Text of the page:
As the noble and learned Lord will be aware, in many disputes there are two sides to the story. Anybody involved in the criminal justice system, whether prosecuting or defending, will know that it is not uncommon for a dispute to erupt where it is impossible for either the police or the prosecutor to decide which side is in the right or in the wrong. I therefore invite that further consideration to be before the noble and learned Lord the Lord Advocate. On the basis that I received a most constructive response, I beg leave to withdraw Amendment No. 68.

Amendment, by leave, withdrawn.

[Amendments Nos. 68A to 72 not moved.]

Lord Hardie moved Amendment No. 73:

Page 16, line 14, at end insert--
("( ) A constable may arrest without warrant a person whom he reasonably suspects of doing, or having done, anything prohibited by a sex offender order.").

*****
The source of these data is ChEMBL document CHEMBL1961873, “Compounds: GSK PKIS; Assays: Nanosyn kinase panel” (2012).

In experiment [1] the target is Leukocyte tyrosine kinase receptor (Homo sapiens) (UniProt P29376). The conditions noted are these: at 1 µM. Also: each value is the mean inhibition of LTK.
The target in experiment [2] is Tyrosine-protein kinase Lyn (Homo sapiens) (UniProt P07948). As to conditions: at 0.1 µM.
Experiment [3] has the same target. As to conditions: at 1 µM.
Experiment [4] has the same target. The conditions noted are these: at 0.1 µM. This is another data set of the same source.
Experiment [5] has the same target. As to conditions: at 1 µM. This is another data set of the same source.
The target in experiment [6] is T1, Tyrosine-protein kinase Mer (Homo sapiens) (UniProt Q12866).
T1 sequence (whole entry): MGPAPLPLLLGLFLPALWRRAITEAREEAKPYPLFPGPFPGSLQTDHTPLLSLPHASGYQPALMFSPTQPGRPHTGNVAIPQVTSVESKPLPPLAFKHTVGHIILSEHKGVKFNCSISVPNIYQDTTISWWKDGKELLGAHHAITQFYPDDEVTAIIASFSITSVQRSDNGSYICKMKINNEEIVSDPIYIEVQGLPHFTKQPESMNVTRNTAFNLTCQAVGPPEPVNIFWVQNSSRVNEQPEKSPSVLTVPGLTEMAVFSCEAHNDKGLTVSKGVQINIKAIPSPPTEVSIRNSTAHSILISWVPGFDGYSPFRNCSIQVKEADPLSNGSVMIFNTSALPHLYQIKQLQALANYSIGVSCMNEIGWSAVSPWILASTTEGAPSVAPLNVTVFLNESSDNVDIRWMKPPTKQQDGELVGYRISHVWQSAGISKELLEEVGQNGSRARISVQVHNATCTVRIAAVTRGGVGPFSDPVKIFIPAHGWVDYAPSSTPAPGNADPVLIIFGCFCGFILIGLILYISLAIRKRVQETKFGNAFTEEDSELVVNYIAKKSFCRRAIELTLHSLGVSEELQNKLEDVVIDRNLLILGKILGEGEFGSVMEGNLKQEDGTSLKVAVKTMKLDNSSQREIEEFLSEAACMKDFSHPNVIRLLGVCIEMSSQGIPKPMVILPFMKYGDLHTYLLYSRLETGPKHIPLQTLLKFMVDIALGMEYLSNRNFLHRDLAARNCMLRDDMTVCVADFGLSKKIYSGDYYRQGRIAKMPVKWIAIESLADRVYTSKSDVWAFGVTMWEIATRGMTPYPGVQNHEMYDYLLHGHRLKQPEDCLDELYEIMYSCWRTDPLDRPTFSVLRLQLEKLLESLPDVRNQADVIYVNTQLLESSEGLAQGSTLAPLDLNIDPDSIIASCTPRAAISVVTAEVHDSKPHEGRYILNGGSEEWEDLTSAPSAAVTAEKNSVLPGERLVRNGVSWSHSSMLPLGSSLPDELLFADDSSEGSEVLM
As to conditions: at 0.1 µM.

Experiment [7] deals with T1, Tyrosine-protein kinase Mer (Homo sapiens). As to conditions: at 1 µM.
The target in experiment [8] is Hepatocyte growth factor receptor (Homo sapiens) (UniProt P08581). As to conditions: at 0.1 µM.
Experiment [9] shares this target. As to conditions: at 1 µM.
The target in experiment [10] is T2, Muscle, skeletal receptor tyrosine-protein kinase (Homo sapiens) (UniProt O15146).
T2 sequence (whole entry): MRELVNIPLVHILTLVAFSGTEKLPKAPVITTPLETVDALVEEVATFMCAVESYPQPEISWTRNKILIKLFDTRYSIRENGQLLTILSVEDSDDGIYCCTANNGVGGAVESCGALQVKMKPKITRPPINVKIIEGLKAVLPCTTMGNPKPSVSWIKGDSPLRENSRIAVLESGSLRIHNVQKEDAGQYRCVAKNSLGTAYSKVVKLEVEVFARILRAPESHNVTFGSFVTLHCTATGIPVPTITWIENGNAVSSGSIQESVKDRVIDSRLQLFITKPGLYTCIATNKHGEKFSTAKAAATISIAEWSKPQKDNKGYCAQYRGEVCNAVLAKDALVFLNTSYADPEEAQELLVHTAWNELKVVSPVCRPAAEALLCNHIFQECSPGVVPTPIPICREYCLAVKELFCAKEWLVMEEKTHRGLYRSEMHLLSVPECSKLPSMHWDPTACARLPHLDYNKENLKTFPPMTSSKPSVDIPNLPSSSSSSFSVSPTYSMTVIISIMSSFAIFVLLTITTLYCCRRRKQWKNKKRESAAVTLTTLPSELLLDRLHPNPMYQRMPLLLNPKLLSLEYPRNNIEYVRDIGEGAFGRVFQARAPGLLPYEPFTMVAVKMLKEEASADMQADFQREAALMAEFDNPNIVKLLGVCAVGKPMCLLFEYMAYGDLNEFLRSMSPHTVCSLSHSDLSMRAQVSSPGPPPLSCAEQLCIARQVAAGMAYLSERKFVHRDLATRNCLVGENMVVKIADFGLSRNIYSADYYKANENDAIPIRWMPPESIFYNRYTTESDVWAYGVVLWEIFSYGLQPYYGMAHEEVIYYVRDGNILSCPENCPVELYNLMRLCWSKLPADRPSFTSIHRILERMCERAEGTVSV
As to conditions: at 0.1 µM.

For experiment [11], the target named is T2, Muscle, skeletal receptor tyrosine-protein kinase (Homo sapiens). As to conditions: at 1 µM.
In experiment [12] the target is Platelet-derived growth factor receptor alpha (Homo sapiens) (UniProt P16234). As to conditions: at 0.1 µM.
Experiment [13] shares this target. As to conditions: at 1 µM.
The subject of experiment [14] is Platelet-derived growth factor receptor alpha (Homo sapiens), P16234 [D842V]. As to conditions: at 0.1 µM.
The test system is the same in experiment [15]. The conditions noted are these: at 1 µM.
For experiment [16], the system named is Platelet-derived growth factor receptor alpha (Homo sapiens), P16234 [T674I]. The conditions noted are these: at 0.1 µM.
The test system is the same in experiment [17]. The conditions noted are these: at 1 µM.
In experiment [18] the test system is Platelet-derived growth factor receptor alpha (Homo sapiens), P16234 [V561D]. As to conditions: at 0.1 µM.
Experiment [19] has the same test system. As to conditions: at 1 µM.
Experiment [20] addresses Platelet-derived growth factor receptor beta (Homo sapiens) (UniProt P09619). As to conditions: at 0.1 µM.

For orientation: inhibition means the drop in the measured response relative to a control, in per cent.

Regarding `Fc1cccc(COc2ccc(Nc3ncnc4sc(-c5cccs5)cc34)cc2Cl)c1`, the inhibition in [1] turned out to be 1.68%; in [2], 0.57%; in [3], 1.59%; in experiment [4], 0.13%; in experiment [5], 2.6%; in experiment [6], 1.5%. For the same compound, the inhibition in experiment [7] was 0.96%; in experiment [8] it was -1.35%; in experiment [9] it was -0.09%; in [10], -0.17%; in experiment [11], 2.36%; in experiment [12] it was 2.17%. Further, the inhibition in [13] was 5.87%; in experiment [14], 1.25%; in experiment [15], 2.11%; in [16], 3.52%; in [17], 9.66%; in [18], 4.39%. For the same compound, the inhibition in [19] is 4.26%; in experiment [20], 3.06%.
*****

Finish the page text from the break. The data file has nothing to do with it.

The noble and learned Lord said: I have already spoken to this amendment. I beg to move.

On Question, amendment agreed to.

[Amendment No. 74 not moved.]

Clause 19, as amended, agreed to.

Clause 20 [Procedural provisions with respect to orders]:

[Amendment No. 74A not moved.]

Lord Hardie moved Amendment No. 75:

Page 16, leave out line 17.

The noble and learned Lord said: I have already spoken to this amendment. I beg to move.

On Question, amendment agreed to.

Lord Mackay of Drumadoon moved Amendment No. 76:

Page 16, line 19, at end insert ("and the relevant procurator fiscal").

The noble and learned Lord said: I shall speak briefly to this amendment, which I fully accept might have been grouped with others. I accept that the need for a local

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authority to consult with the procurator fiscal prior to seeking an antisocial behaviour order under Clause 18 might be dealt with by way of guidance, although the position as far as concerns the chief constable is set out on the face of the Bill. I would welcome an assurance from the Lord Advocate that he will look at this point when considering the guidance which is currently being drafted. I beg to move.